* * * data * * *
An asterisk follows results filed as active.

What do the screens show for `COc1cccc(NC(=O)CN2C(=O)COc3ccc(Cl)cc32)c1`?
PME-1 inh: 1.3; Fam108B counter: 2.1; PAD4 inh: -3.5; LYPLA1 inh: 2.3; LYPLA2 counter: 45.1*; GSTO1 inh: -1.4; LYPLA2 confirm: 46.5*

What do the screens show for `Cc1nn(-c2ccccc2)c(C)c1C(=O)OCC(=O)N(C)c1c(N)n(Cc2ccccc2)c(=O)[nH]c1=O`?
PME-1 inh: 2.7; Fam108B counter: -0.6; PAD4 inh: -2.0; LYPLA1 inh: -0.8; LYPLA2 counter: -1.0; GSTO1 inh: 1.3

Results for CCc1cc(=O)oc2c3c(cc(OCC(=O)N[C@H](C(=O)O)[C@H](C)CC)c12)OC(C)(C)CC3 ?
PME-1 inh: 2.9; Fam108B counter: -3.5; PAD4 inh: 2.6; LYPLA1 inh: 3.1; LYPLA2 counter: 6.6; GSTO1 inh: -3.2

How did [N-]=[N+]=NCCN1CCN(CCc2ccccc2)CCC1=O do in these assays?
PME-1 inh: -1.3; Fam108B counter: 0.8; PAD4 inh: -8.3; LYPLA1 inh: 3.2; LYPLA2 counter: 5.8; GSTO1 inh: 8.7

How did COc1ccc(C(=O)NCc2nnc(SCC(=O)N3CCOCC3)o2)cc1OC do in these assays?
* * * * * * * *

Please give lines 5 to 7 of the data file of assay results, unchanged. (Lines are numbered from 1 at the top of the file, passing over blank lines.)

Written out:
PME-1 inh: 2.7; Fam108B counter: -0.6; PAD4 inh: -2.0; LYPLA1 inh: -0.8; LYPLA2 counter: -1.0; GSTO1 inh: 1.3

Results for CCc1cc(=O)oc2c3c(cc(OCC(=O)N[C@H](C(=O)O)[C@H](C)CC)c12)OC(C)(C)CC3 ?
PME-1 inh: 2.9; Fam108B counter: -3.5; PAD4 inh: 2.6; LYPLA1 inh: 3.1; LYPLA2 counter: 6.6; GSTO1 inh: -3.2